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Supreme Court rules against evangelical Christian university

Last Updated Jun 15, 2018 at 9:09 am PDT

(Source: Facebook: Trinity Western University)

SCOC has ruled law societies around Canada can refuse to give accreditation to graduates of proposed law school at TWU

Trinity Western University's proposed law school will not be accredited by BC, Ontario law societies after SCOC ruling

LANGLEY (NEWS 1130) – Trinity Western University says it’s disappointed with a Supreme Court of Canada decision, that has ruled law societies around the country can refuse to give accreditation to graduates from TWU’s proposed law school in Langley.

The top court says the societies need to protect the values of equality and human rights in carrying out their functions.

At issue was TWU’s community covenant banning students from having sex outside heterosexual marriage.

In a pair of keenly anticipated decisions, the high court says law societies in Ontario and British Columbia were entitled to ensure equal access to the bar and prevent harm to lesbian, gay, bisexual, transgender and queer students.

The cases pitted two significant societal values — freedom of religion and promotion of equality — against one another.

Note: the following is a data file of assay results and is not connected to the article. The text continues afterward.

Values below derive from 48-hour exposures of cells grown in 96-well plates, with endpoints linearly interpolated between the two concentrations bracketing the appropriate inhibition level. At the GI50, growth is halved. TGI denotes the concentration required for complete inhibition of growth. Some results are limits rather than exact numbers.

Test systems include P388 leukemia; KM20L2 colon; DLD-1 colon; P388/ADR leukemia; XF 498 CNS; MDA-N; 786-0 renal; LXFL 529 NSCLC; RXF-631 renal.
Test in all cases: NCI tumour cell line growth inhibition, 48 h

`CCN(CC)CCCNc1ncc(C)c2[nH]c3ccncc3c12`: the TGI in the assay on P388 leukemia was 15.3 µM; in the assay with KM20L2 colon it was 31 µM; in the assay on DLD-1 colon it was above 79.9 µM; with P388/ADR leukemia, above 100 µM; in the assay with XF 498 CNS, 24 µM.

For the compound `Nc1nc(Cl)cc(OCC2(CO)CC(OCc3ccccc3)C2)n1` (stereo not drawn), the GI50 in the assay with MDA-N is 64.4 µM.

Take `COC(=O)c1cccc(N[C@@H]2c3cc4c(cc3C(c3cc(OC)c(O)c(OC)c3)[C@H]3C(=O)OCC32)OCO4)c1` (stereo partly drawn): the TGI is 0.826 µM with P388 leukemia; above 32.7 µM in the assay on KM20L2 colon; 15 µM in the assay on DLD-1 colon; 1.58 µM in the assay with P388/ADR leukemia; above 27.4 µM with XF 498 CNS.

In a statement, the evangelical Christian University says the decision “diminishes the value of pluralistic diversity in Canada”

“We feel this is a lost opportunity for Canadians, many of whom do not have affordable access to justice,” Earl Phillips, executive director of TWU’s proposed law school, says in a release. “There are only three common law schools in Canada that offer a course in charity law. The TWU law school would have offered a specialty in charity law. Because Canada has the second largest charitable and non-profit sector in the world, this loss stands to impact Canadians coast to coast.”

Earlier today, assistant law professor Kathryn Chan at the University of Victoria expected it to be a precedent-setting ruling.

“Clearly this issue of how we are going to balance religious freedom and equality is important,” she tells NEWS 1130.

“It also touched on the issue of the extent to which religious institutions can make their way into the public sphere, for lack of a better term, before they have to abide by public norms, such as equality norms.”

Before the decision, the Evangelical Christian university had hoped to start accepting law students in BC by next year.